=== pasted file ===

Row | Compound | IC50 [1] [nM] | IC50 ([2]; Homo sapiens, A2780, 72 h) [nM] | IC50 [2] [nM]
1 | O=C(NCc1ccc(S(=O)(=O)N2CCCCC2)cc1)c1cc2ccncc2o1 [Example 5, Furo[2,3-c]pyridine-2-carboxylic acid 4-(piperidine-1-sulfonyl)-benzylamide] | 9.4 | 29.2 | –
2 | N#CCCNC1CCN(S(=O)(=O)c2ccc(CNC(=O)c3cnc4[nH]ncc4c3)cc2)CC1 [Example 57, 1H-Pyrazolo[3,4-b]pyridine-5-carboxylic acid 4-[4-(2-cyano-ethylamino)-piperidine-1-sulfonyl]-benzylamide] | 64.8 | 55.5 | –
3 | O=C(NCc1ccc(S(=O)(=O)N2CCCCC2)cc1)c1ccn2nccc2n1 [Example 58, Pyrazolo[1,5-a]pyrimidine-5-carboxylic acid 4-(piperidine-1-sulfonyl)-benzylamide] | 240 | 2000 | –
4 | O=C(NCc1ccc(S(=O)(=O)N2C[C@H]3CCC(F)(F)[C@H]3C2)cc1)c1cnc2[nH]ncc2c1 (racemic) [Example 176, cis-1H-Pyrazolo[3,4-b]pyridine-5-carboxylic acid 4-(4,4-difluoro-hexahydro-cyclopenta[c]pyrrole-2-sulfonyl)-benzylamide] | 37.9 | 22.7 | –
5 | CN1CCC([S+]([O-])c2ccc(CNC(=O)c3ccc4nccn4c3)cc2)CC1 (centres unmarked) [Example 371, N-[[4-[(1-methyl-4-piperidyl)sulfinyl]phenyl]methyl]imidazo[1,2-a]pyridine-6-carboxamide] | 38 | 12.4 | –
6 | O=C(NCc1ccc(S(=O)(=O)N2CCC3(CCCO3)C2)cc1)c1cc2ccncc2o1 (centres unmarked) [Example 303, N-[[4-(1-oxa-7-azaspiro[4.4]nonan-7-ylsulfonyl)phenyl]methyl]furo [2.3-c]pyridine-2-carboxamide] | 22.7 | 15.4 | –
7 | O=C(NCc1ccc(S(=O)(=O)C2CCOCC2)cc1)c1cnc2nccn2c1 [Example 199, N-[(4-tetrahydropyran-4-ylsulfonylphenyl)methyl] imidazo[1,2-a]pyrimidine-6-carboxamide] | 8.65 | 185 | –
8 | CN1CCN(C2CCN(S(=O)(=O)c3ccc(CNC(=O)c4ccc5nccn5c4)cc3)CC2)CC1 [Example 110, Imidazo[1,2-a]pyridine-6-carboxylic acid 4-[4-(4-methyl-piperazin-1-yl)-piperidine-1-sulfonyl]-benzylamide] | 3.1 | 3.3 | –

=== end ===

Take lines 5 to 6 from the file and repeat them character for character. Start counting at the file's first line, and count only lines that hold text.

4 | O=C(NCc1ccc(S(=O)(=O)N2C[C@H]3CCC(F)(F)[C@H]3C2)cc1)c1cnc2[nH]ncc2c1 (racemic) [Example 176, cis-1H-Pyrazolo[3,4-b]pyridine-5-carboxylic acid 4-(4,4-difluoro-hexahydro-cyclopenta[c]pyrrole-2-sulfonyl)-benzylamide] | 37.9 | 22.7 | –
5 | CN1CCC([S+]([O-])c2ccc(CNC(=O)c3ccc4nccn4c3)cc2)CC1 (centres unmarked) [Example 371, N-[[4-[(1-methyl-4-piperidyl)sulfinyl]phenyl]methyl]imidazo[1,2-a]pyridine-6-carboxamide] | 38 | 12.4 | –